Online Video Delivery And Storage Pricing Guide
I follow very closely the costs that content delivery networks and service providers charge to store and delivery audio and video content that is both downloaded and streamed. I get my data primarily from the customers, the people who are actually buying these services. They routinely call to ask if they are getting a good deal, want to know what others are paying, what the going rate is and what future pricing trends will be.
For me, this is the best way to get data; from talking to the people who are signing the contracts and actually paying for these services. The people who call are everyone from large media and entertainment companies who have sites that are in the top 20 most visited per month, to small companies who have only a few videos. I am amazed at how many times customers do not take the time to shop around. They don’t know what the going rate is and don’t know what the market is getting for these services, which is why I am always happy to take their calls and questions. Recently, I helped re-negotiate a contract for a large entertainment company with their service provider and with very little work, they saved over $1 million dollars the first year. It wasn’t hard to do and wasn’t time consuming, yet, the entertainment company simply didn’t know that they could be saving money.
Pricing continues to get lower for delivery and storage and content companies need to continue to evaluate their contracts on a regular basis, especially if they are a company who’s traffic has grown a lot since you first signed your contract. You should be paying less per GB for the more that you do and be given an incentive to push more traffic. This is something the delivery networks are usually very willing to do but you need to reach out to them to initiate it.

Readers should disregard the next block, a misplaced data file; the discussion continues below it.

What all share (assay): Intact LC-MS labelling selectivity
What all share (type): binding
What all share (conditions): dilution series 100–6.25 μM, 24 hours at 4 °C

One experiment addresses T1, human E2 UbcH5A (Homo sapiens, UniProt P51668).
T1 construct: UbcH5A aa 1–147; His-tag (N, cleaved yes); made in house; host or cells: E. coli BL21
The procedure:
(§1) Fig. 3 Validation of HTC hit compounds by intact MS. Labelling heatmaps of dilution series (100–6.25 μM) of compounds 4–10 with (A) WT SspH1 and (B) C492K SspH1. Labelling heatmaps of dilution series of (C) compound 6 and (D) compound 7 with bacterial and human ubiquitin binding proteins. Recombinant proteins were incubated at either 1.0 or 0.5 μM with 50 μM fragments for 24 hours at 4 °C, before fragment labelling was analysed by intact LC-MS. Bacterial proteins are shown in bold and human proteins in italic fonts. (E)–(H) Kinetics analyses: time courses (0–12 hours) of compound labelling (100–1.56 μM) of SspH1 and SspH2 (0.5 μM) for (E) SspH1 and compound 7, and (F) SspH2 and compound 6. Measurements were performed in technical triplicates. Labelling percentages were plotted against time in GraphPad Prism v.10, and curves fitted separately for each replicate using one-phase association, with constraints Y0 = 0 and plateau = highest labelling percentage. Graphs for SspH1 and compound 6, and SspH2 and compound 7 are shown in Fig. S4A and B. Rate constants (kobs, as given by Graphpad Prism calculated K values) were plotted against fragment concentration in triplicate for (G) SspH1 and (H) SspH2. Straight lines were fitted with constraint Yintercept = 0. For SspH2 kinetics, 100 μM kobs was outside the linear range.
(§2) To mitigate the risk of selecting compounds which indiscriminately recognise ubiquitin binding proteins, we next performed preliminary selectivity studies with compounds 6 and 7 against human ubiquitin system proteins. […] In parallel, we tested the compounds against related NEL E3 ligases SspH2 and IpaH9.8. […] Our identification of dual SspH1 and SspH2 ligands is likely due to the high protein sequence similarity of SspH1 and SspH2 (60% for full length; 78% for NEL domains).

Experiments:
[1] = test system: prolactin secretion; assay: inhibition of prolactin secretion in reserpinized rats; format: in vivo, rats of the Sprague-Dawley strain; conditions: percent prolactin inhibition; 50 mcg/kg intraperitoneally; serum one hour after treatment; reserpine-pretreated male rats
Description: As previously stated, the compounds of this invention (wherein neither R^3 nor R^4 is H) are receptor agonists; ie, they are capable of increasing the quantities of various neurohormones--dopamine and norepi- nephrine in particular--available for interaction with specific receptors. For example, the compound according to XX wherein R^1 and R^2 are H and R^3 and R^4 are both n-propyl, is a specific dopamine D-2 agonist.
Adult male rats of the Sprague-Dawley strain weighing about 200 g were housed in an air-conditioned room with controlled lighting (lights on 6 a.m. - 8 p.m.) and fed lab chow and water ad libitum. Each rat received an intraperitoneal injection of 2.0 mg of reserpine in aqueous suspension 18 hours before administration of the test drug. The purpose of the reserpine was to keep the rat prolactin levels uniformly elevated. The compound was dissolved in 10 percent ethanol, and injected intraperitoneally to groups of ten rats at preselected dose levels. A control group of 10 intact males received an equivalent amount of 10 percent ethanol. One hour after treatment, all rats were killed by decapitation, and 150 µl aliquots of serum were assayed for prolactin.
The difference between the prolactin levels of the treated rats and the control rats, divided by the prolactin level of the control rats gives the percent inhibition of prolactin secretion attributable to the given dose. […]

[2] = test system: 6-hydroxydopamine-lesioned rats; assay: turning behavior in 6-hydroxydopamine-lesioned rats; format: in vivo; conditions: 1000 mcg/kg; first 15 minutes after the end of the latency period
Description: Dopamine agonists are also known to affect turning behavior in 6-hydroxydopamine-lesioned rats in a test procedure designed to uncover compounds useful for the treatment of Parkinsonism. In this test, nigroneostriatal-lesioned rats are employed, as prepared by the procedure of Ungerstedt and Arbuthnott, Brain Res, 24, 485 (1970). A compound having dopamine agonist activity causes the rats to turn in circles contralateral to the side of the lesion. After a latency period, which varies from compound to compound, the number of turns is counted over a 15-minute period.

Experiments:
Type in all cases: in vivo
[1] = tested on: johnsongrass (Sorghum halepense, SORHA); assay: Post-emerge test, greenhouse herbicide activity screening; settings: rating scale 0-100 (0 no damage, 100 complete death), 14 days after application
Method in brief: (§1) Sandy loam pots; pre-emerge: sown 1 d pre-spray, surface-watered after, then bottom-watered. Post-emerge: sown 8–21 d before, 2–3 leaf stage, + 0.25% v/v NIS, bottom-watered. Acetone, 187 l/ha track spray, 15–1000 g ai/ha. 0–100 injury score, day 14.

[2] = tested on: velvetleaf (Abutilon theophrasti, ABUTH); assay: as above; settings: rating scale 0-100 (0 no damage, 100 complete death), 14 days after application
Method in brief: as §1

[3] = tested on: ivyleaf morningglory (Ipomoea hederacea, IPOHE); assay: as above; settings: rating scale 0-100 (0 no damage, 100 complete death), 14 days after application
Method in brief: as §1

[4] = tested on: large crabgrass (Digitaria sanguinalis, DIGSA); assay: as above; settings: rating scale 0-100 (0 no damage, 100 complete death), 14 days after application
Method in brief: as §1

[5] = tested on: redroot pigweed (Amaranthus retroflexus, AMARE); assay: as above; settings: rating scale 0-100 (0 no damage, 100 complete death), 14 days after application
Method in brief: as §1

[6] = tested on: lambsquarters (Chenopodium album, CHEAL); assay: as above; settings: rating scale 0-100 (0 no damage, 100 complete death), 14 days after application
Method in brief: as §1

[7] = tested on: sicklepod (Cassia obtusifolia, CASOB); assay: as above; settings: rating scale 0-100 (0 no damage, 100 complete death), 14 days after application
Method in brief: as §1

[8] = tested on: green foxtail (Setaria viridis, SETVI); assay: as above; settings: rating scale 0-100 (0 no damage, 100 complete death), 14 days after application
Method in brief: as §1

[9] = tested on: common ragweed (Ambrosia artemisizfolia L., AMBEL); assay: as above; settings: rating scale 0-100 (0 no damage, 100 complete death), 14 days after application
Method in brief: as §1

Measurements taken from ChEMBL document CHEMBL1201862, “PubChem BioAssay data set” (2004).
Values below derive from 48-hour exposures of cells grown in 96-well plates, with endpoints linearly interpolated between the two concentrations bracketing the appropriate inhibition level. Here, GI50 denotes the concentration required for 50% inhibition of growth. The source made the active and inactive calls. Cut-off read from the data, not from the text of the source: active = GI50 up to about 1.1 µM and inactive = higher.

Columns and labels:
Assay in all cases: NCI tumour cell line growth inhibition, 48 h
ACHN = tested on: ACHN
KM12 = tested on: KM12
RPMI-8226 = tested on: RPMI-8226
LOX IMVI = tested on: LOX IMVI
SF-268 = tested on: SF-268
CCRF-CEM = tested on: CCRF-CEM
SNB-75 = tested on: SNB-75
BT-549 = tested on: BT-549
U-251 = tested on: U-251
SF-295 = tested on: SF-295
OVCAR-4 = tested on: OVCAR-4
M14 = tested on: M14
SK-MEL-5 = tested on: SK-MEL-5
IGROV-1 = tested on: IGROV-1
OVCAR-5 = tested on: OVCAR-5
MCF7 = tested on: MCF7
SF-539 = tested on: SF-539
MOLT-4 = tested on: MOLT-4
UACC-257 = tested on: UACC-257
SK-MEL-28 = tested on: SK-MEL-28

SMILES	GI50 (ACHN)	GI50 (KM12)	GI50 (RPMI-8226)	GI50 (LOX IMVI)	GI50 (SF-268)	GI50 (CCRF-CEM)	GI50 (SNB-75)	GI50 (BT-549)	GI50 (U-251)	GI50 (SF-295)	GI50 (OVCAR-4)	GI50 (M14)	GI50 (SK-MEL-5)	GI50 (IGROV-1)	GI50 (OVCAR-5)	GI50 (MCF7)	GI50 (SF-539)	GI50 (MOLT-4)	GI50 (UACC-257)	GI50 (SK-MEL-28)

That being said, I am now routinely seeing pricing in the sub $0.20 range, per GB delivered, for customers doing more than 100TB a month and committing to that level monthly. With the increase in bitrates and increase in the length of time videos are being consumed, there are now more and more customers doing over 100TB a month in delivery.
The point is do your homework and know what the going rate is. Reevaluate your contract on a quarterly basis and see if there is a need for you to adjust what you are committing to. It is in your best interest and in the best interest of a good service provider who wants to give you an incentive to use more of their delivery services.
If you want to know more about pricing trends, you can read my article from last months Streaming Media magazine entitled "online video delivery and storage pricing guide" or post any follow-up questions you have in the feedback section.